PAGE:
John McBeth, Jakarta – As foreign tourists start trickling back to Indonesia, Maritime Coordinating Minister Luhut Panjaitan has created a furor by announcing plans to charge domestic tourists 750,000 rupiah (US$52) to explore Central Java's iconic Borobudur temple complex.
That's a whopping increase over the current 50,000 rupiah and about half of the new $100 fee imposed on foreigners, who before the Covid-19 pandemic were paying only $12-$25 to enter one of the world's largest Buddhist temples near Jogjakarta.
Panjaitan sought to justify the fee his countrymen will have to pay by pointing to the need to preserve Borobudur; Buddhist Thailand has often criticized Muslim-majority Indonesia for disregarding the temple's religious significance and treating it as purely a tourist site.
"We are taking these measures purely to preserve the rich historical and cultural values of the archipelago," the minister said in announcing the proposed price increase, which is to compensate for a new limit on those permitted to climb the temple to 1,200 people.
But within days a public outcry forced President Joko Widodo's right-man man to postpone the decision, saying he will ask the Borobudur Temple Tourist Park and central government authorities to carry out an immediate review "so the tariff can be lowered."
With the 2024 presidential and general elections looming, Panjaitan has already taken fire from Widodo's ruling Indonesian Democratic Party for Struggle (PDI-P), which relies on Central Java voters, in particular, for much of its support.
Central Java governor Ganjar Pranowo, a prospective presidential candidate, favors the price increase, but he and other officials pointed out that the new charges won't apply to visitors who only want to enter the parkland around the temple.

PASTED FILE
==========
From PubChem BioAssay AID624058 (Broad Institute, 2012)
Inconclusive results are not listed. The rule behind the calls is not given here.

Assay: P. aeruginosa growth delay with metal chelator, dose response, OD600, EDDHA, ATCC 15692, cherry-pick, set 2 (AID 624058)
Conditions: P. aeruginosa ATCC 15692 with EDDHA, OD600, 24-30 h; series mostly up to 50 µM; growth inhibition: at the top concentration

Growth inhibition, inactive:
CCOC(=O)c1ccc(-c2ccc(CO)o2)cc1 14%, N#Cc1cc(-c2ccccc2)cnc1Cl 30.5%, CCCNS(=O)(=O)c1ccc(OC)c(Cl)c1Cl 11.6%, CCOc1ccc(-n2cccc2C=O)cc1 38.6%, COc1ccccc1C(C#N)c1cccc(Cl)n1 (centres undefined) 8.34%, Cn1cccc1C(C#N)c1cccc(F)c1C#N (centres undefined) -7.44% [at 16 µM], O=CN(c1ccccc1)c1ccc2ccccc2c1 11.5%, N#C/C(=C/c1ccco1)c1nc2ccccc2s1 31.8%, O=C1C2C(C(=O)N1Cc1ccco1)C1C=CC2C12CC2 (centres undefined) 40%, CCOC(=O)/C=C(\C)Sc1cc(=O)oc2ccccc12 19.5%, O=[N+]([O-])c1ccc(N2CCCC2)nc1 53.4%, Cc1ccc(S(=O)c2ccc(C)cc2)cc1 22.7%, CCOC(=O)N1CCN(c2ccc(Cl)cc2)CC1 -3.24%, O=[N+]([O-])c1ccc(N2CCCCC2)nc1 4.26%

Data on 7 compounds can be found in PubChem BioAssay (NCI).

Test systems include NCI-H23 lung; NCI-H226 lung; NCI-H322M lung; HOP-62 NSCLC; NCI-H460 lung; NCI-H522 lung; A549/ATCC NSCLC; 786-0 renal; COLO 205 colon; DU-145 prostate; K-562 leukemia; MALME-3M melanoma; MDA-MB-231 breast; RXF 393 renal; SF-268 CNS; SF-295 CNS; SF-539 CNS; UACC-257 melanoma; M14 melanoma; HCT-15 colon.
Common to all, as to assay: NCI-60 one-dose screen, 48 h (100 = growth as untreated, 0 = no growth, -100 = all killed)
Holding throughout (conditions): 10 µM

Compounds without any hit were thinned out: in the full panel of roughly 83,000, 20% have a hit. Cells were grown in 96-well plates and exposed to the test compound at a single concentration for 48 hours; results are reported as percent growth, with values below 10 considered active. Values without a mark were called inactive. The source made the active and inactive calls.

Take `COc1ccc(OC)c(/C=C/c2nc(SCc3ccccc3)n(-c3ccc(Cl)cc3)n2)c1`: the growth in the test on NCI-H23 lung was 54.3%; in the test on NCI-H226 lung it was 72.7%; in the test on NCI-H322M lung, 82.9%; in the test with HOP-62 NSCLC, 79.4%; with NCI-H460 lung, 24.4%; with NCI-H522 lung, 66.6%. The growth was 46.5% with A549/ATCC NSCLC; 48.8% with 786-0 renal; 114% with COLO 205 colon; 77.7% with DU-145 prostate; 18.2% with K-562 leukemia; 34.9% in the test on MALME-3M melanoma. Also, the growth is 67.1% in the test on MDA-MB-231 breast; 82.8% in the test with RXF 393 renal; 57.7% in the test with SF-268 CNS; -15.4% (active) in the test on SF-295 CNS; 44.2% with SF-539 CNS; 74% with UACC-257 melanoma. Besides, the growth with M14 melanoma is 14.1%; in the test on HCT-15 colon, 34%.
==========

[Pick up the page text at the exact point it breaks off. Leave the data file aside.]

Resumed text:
Archaeologists say the new restriction is not before time. Worried about weathering and the impact of frequent earthquakes, some want the government to forbid tourists from climbing the temple steps altogether.
Borobudur attracts more than five million tourists a year, compared to the 6.3 million who visited Bali in 2019. Daily visitors to the temple soar from an average of 13,000 to as many as 300,000 during holidays.
Foreign tourists will now have to fork out about 40% more than what foreigners are charged at Cambodia's sprawling 12th Century Angkor Wat temple complex, which covers 162 hectares and is much larger in size and scope.
Built in the 9th century, Borobudur was restored in 1911 and was designated a World Heritage site by the United Nations Educational, Scientific and Cultural Organization (UNESCO) in 1991, a year before Angkor Wat.
Other global tourist sites appear to impose lower fees. A visit to the Great Wall of China costs $6. In Egypt, tourists pay $5.35 at the entrance to the Giza Pyramids, but $21 to enter the Great Pyramid itself. England's Tower of London charges $32.15, similar to Buckingham Palace.
Meanwhile, boosted by an easing of pandemic restrictions, more international flights and the recent reintroduction of visas-on-arrival for 72 nationalities, foreign tourist arrivals in Indonesia jumped to more than 111,000 in April from 40,800 in March.
At the same time, the number of air travelers arriving in Bali surged to 58,320, helped along by domestic tourists whose inability to venture overseas has led to them rediscovering their own country.
Foreign arrivals to Indonesia dropped by 75% – from 16.11 million in 2019 to 4.02 million in 2020 – as the pandemic took hold. With tighter travel restrictions, that number had dropped even further to 1.56 million by the end of 2021.
Tourism Minister Sadiaga Uno hopes to attract 1.8 to 3.6 million international visitors this year, with the school holidays this month likely to see a lot more Australians returning to Bali. Continued Covid-19 lockdowns, however, have delayed a renewed influx of Chinese tourists.
Uno recently announced that the government plans to issue special visas for so-called digital nomads, which will allow them to stay for five years without paying taxes if they don't earn an income in Indonesia.
Remote workers and small business operators make up many of the 110,000 foreign nationals who remained in Bali during the pandemic and played a significant role in keeping the resort island's economy ticking over, particularly in the Canggu tourist belt.